The commander of the U.S. Pacific Fleet told a conference in Sydney that America is “committed to freedom of the seas as ever” in a speech understood to be aimed at Beijing’s aggressive activities in the South China Sea.
Speaking at the Pacific 2015 Maritime conference on Tuesday, Admiral Scott Swift said that if bullying behavior at sea is not confronted, it will spread and become a “friction point” on land, reported the ABC.
“Some nations continue to impose superfluous warnings and restrictions on freedom of the seas in their exclusive economic zones, and claim territorial water rights that are inconsistent with [the U.N. Nations Convention on the Law of the Sea],” Swift said.
This trend is particularly egregious in contested waters.
Diplomatically, the Admiral did not mention China specifically. Over the past several years in the South China Sea, Beijing has been busy turning atolls into islands capable of being militarized. As part of this, the Chinese are building airstrips on three man-made islands.
“There should be no doubt that the United States Pacific Fleet remains as committed to freedom of the seas as ever,” Swift went on to say.
“We will continue to defend and protect it through routine presence, exercises with allies and partners, and freedom of navigation operations.
“Put simply, we will continue to exercise freedom of the seas for all nations, because we know from painful past experience, to shirk this responsibility and obligation, puts much more at risk than any one nation’s maritime interests,” he warned.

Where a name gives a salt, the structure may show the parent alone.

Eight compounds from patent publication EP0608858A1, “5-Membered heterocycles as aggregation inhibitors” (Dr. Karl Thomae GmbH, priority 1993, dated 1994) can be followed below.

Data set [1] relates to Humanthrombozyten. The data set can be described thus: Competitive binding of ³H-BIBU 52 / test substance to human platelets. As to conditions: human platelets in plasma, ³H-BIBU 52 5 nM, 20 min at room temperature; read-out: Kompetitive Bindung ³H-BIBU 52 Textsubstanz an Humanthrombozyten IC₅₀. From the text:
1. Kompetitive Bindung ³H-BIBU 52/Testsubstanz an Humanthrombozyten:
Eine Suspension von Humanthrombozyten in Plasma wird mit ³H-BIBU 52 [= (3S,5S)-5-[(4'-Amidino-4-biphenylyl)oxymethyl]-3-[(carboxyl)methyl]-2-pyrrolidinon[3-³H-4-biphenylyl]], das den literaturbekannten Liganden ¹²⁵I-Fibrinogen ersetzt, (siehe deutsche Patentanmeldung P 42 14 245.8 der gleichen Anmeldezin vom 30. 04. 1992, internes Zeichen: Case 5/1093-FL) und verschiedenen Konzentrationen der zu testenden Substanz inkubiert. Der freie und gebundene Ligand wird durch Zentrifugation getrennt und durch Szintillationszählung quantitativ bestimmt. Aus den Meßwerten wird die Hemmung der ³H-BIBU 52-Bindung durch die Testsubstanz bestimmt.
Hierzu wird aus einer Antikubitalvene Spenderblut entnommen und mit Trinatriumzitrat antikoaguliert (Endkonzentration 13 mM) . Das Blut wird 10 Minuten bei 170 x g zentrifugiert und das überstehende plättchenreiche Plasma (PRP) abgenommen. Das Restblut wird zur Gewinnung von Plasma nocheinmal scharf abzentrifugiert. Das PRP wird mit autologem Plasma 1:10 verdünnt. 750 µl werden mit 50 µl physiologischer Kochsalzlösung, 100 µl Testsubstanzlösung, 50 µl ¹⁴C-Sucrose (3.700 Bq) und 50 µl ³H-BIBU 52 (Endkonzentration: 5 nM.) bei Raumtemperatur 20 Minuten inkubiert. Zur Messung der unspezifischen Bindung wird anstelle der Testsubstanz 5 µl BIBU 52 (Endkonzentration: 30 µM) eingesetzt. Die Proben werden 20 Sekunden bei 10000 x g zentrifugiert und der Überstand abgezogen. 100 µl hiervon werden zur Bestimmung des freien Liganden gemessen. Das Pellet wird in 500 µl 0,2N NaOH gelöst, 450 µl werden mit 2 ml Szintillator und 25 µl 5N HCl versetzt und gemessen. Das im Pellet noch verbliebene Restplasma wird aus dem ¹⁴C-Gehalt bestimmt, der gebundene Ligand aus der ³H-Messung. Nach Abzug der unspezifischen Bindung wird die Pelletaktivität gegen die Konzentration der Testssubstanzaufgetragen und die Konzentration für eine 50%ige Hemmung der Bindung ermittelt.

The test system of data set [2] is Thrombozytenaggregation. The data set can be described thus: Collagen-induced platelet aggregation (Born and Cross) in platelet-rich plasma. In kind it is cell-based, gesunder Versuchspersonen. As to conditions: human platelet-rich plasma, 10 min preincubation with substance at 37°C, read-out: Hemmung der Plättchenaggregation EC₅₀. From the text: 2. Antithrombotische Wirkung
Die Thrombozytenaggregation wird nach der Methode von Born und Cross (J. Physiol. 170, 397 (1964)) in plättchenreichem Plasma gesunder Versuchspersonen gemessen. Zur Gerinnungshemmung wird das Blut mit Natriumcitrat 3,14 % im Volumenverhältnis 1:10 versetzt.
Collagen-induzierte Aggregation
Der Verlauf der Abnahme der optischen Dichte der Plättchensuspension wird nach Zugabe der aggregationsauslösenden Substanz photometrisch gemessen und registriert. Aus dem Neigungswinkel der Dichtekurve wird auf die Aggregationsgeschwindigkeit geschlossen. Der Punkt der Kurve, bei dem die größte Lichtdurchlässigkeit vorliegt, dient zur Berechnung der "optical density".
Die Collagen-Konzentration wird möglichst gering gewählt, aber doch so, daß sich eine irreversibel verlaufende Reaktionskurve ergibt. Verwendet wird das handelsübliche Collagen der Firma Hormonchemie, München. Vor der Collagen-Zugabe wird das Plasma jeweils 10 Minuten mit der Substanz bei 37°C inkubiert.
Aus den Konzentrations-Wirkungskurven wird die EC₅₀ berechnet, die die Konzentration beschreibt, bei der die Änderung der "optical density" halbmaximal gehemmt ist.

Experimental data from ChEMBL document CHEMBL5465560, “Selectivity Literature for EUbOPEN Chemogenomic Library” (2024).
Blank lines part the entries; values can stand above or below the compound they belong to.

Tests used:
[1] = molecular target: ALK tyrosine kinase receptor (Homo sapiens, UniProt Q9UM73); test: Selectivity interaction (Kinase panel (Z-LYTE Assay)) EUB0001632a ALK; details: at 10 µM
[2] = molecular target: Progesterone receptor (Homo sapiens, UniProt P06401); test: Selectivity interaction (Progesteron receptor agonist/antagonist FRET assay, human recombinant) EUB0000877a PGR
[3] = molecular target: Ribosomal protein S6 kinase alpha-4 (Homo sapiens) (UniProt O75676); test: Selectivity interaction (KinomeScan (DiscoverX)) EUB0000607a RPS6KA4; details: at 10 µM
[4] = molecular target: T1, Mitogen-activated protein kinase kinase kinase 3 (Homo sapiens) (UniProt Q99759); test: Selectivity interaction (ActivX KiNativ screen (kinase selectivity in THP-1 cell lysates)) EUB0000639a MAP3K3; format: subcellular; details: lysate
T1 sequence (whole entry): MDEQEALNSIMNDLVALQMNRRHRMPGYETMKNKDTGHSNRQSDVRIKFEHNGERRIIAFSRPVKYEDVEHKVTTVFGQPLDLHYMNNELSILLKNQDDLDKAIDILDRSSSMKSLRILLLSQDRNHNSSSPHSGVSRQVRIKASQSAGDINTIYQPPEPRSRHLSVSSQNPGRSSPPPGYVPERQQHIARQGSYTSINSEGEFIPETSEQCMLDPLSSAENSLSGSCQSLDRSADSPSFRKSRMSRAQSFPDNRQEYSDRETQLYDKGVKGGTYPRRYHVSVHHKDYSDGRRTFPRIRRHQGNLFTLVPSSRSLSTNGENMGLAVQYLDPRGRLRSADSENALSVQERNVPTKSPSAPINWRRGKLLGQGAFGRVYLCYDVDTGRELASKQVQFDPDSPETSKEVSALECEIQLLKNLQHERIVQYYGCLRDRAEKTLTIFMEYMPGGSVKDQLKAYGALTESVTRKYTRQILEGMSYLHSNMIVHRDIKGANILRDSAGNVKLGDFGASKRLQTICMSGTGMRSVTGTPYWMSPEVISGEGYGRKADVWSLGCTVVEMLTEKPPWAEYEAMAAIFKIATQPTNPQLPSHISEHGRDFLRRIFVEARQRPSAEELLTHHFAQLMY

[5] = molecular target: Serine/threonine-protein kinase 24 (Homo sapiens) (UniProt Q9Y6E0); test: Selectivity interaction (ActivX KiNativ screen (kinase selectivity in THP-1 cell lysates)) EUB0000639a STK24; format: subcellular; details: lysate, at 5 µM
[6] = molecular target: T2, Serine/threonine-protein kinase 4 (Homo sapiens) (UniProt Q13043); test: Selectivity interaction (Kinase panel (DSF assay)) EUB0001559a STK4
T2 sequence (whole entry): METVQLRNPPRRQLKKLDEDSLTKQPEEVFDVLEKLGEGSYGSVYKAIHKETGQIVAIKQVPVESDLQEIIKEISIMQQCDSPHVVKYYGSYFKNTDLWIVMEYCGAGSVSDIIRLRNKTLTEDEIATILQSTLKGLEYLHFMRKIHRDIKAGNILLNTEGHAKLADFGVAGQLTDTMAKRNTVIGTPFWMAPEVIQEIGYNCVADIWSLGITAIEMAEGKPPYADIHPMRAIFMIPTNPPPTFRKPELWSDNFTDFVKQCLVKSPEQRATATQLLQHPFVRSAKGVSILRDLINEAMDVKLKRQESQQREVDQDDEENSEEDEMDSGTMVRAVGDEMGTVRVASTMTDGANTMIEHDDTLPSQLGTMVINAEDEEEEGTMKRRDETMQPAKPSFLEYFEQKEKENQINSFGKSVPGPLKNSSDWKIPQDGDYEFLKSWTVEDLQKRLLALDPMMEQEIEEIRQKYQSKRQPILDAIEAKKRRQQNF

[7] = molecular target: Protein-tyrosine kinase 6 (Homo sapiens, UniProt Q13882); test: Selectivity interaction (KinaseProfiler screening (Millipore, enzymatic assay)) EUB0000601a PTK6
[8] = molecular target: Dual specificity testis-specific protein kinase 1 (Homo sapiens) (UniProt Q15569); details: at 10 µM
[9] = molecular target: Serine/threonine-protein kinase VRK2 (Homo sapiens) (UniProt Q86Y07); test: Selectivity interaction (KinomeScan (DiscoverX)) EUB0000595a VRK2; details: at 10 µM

America and its allies in the region, such as the Philippines and Australia, have continually asked Beijing to stops its land reclamation efforts. Beijing in response declares the areas as its own sovereign territory.
Swift’s comments follow concerns made by Albert del Rosario, the Filipino foreign minister, who was more forthright about Beijing’s behavior in the contested waters.
“No country should be allowed to claim an entire sea for itself, which is essentially what China is doing,” del Rosario told Foreign Policy in an interview this week.
“Forty to 60 percent of the world’s traded goods traverse those seas. Fifty percent of oil-tanker shipments go through there as well. So there should be interest by the international community as to what is going on in the South China Sea,” he said.
The Filipino foreign minister said that Beijing’s aims were to fulfill their obvious expansionist agenda, which he said is both economic and military.
“It’s economic because there is now competition in the world for resources. It is military because they are trying to establish defense corridors. They want to be a maritime power, but to be that, you need your own lake. We think they have selected the South China Sea as their lake,” said del Rosario.
The Philippines, Vietnam, Malaysia, Brunei, and Taiwan also have contesting claims in the South China Sea. Among other claims, Beijing also has conflicting claims against Japan in the East China Sea and against India on the eastern sector of the Himalayas.
See an episode of China Uncensored below that asks, will Beijing’s actions in the South China Sea result in shots being fired?